London in Fevruary

Dec 18th, 1996, 02:13 PM
  #1  
Neal Sanders
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London in Fevruary

Dennis:
My wife and I just returned from six days in London over Thanksgiving, so I hope my observations are current.
First, the question is, what do you consider to be "the usual tourist attractions? We've been to London several times, and our interest in the changing of the guard at Buckingham Palace was sated many trips ago.
I can offer the following based on our admittedly arts-centric itinerary:
First, if you read the book "Longitude" during the past twelve months, or have an interest in history and science, then go to Greenwich and the old Royal Observatory. There, you'll find the story told in "Longitude" come to life: the four clocks that revolutionized travel, the people who fought for and against clocks versus astronomy. Getting there is even fun: a tour boat plies the seven miles between Westminster dock (by Big Ben) and Greenwich every hour. The narrated tour is friendly and lively. We went on a drizzly, cold, miserable day, yet were quite warm in the boat.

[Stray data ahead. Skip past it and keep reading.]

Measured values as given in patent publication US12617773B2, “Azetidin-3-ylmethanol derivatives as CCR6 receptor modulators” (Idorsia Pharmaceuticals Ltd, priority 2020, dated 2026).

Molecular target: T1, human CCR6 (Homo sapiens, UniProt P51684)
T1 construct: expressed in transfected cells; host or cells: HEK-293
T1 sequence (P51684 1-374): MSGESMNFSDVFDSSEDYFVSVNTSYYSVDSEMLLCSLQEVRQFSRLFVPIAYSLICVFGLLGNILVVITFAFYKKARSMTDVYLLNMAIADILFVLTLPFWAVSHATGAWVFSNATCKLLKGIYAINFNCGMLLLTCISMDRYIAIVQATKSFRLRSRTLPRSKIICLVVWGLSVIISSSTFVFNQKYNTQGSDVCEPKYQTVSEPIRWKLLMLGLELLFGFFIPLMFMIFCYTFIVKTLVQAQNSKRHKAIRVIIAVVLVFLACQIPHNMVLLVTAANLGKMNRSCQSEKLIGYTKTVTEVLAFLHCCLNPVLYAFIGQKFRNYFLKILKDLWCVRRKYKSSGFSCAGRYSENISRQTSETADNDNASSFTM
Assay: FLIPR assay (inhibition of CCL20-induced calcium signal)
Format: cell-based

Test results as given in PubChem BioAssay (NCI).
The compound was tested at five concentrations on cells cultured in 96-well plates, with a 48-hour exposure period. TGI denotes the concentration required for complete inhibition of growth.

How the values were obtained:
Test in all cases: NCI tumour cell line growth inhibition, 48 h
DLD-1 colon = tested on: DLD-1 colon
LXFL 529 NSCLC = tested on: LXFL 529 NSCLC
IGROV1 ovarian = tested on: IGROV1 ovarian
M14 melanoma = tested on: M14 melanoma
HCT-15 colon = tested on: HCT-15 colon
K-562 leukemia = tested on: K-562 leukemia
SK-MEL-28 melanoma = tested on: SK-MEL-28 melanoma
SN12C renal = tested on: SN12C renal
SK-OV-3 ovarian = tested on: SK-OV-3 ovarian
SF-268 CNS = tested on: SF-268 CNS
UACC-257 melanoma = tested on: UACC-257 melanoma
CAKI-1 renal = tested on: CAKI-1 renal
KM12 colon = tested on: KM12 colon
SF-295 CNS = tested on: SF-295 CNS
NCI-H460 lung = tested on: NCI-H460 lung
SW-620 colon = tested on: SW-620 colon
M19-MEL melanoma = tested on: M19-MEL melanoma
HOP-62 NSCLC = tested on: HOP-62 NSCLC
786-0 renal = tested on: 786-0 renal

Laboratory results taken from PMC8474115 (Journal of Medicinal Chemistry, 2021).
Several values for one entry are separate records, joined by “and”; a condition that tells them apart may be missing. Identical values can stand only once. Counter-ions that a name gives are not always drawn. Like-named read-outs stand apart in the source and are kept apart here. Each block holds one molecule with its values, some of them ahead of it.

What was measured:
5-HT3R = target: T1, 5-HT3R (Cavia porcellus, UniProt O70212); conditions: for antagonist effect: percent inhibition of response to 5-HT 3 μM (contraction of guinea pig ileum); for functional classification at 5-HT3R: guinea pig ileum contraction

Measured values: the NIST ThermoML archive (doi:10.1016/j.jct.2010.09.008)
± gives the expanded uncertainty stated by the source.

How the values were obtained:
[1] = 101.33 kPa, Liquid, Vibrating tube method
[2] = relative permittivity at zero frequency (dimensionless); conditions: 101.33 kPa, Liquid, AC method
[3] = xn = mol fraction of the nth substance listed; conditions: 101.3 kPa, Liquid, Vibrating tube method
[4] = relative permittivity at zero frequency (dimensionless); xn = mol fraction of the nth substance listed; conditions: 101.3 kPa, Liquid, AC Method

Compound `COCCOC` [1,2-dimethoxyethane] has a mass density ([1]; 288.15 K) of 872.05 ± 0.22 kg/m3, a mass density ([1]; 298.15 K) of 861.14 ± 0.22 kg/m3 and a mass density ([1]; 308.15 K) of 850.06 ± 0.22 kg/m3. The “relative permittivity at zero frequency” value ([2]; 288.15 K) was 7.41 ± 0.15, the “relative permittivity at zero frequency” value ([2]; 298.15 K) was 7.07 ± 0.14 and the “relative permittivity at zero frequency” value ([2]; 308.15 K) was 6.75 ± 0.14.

Second, the reading room of the British Museum features a continually changing look at the history of western civilization in the form of letters to and famous persons; interesting manuscripts, etc. We noted that one of the four surviving copies of the Magna Carta lies roughly 15 feet from the original, handwritten draft of the Beatles' "I Wanna Hold Your Hand." The end of civilization as we know it may be imminent.
Third, London is rife with walkable and accessible museums. In addition to the British Museum, the National Gallery, Tate, and the Courtald have stunning artworks. The Courtald, for example, is home to Manet's "The Bar at the Folies Bergere." You can easily pass an afternoon at each of these great museums; longer if you're serious about art.
As to where to stay. I can give an unqualified recommendation to The Beaufort (No. 33 Beaufort Gardens, SW3). The Beaufort is small, beautiful, attuned to personal attention, and - important for London - quiet. Its two blocks from Harrods in Knightsbridge in a quiet mews. There are excellent restaurants nearby. Our rate, including breakfast, was L215 plus VAT. Not inexpensive, but quite fair for value received.
I hope this helps. Please let me know if there's anything else I can do to assist.
Bon Voyage!
Neal Sanders
 
Dec 18th, 1996, 03:04 PM
  #2  
Kimya Jones